Sugar metabolism can be likened to the gears on a watch. A metabolite can enter the cycle in one of many different pathways. Typically in energy metabolism, if something is cut it off, the system is able to get it from somewhere else. Enzymes can go both forward and backward on the gears. If you place stress on the system by adding or subtracting metabolites, the gears will adjust to allow the metabolites to just go the other way. An inherent feature of sdh-deficient GIST is an altered citric acid cycle (TCA) that rewires metabolism in such a way that the energy systems interact differently, with some gears turning independently of each other rather than as a unit. Sdh-deficient cell growth is often indolent because it is a crippled cancer. With that crippling comes a vulnerability that allows for therapeutic opportunities. If a gear is disconnected with the others, all you have to do is to figure out how to stop the disconnected gear. That is where the trick is….how to stop the function of the crippled gear without killing the patient.
What is the purpose of cancer? It has one purpose, and that is to make “more”. Normal TCA cycle function utilizes an anaplerotic reaction that forms intermediate metabolites. In sdh-deficient GIST, the TCA cycle is aberrantly broken apart into one clock gear, separate from the other metabolic cycles. In an effort to make “more”, the broken TCA cycle of sdh-deficient cells sucks up some nutrients and makes an excess of others with a resulting abnormal build-up of succinate which is involved in the process of cellular respiration. Also, it has been found that a lack of sdh activity commits cells to consume extracellular pyruvate. Pyruvate carboxylation diverts glucose-derived carbons into aspartate biosyntheses used in sugar synthesis, thus sustaining cell growth. It is hypothesized that dual inhibition of glutamine and pyruvate carboxylase may effectively cause the death of sdh-deficient tumor cells due to the cell’s inability to either produce nor access glucose for survival.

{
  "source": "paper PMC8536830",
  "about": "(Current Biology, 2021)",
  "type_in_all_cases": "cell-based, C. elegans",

This concept provides a very interesting treatment paradigm for the treatment of sdh-deficient GIST which warrants further investigation. In regard to use of a dual blockade of glutamine and pyruvate carboxylase, the question of “where do we need to place the pyruvate carboxylase in this equation” for maximum therapeutic benefit” is relevant.”